Salary Negotiation Secrets That Work
Have you ever wondered exactly how someone negotiates their compensation package? You've heard the success stories - individuals who talk employers into giving them thousands more. Salary negotiation is a game - a sophisticated game - but a game nonetheless. You too can acquire the salary or benefits you most desire if you engage these strategies in your next salary discussion.
A win/win approach is required. Use a warm, friendly tone to open the conversation. Try this baiting statement to determine if the employer is willing to negotiate. "Considering my background and experience, I thought your offer was rather low." Then, fall silent. Wait for the employer's next move. If they are open to negotiations, reaffirm the value the employer receives by hiring you to do their job. Discuss the very reasons they've mentioned for wanting to add you to their team. Many times, simply asking for more money will result in a higher offer. If not, draw comparisons to industry and competitors' salary ranges for this type of position. Comment on your ability to become productive quickly. For example, a manager who seeks a $60,000 salary might say "According to my research, food process managers in companies comparable to yours offer salaries that range in the lower 60's. The extensive systems experience I bring and my strengths in streamlining processes and developing high quality, efficient teams are abilities highly valued in the current marketplace." Cite salary surveys in business magazines or trade journals to verify your data. When you're asked for a specific dollar number that you want, speak in flexible terms such as "I was thinking more like 63,000 instead of the $58,000 offered." This allows you and the employer to compromise and settle for the $60,000 you want. Compromise is the end result of most negotiations.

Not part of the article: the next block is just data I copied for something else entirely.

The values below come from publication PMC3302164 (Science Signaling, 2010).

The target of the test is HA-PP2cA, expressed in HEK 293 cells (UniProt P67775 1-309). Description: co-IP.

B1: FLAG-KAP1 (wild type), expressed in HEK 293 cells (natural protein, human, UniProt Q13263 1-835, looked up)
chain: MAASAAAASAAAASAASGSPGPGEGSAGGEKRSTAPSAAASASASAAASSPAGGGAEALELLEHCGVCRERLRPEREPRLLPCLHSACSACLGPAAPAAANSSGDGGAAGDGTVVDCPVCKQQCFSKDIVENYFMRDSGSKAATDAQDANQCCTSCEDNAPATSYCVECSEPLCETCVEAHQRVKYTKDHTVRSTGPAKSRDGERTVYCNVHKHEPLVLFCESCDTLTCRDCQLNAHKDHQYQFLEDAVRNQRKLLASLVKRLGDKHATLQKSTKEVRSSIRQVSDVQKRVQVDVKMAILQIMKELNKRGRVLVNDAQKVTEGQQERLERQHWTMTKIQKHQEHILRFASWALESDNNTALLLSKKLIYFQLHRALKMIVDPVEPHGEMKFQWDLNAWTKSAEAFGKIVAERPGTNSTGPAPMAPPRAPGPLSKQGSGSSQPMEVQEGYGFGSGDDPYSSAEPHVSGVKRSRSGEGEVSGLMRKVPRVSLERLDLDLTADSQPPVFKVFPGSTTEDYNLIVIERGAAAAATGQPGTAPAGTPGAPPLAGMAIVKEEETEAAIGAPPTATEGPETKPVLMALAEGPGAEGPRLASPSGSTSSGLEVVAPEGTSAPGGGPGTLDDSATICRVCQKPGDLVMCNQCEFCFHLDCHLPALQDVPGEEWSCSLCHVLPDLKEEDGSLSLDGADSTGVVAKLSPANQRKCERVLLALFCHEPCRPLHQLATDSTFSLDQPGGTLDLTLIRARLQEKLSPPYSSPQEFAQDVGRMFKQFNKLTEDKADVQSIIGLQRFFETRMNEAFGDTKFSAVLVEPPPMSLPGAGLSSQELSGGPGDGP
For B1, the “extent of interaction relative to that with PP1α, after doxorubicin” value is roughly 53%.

A word of caution-never bluff with an employer and issue a take it or leave it ultimatum. You could be gambling and LOSING the job. Set your bottom line. Predetermine at what level the offer is too low to accept. Be sure to evaluate the whole picture-potential job satisfaction, promotional opportunities, and other benefits offered.
Salary negotiations are worth the risk when the additional compensation you are able to obtain takes minutes and not years to acquire.
© 2003 Robin Ryan
Robin Ryan a Seattle Career Counselor, national speaker, and author of four bestselling books: "60 Seconds & You're Hired," "Winning Resumes," "Winning Cover Letters," and "What to Do with the Rest of Your Life." She's the creator of numerous audio training programs including The DreamMakerTM and The Interview AdvantageTM. Contact her at 425.226.0414; email: RobinRyan@aol.com or at www.RobinRyan.com